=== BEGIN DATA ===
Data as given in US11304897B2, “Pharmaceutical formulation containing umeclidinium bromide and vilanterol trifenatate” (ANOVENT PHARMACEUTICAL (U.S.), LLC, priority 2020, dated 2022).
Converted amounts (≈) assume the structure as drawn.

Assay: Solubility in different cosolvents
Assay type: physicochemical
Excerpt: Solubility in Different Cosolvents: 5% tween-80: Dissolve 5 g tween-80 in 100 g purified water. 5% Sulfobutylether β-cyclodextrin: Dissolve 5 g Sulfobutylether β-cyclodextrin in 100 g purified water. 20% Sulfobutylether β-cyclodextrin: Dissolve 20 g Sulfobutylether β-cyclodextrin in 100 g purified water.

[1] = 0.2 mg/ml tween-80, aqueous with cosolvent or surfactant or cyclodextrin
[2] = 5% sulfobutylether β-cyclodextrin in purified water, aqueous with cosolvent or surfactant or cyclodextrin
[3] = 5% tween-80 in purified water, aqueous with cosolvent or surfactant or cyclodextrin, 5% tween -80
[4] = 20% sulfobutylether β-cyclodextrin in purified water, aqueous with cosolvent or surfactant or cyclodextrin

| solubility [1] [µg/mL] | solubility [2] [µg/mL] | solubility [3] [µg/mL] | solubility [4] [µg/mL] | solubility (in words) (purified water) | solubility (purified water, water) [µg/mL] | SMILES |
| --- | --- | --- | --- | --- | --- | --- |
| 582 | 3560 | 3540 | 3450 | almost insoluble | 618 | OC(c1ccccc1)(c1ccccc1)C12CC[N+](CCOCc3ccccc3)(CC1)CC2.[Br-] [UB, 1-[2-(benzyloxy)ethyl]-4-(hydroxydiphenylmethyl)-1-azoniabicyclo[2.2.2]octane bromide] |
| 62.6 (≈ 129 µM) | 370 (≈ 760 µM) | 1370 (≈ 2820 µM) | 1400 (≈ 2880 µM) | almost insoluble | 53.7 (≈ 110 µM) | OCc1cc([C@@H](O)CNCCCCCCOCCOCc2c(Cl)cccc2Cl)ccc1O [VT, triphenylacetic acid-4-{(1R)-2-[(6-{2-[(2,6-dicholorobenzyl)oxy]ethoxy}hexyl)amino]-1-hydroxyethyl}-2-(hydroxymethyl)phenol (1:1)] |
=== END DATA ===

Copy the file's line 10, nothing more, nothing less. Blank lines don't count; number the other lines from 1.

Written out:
| solubility [1] [µg/mL] | solubility [2] [µg/mL] | solubility [3] [µg/mL] | solubility [4] [µg/mL] | solubility (in words) (purified water) | solubility (purified water, water) [µg/mL] | SMILES |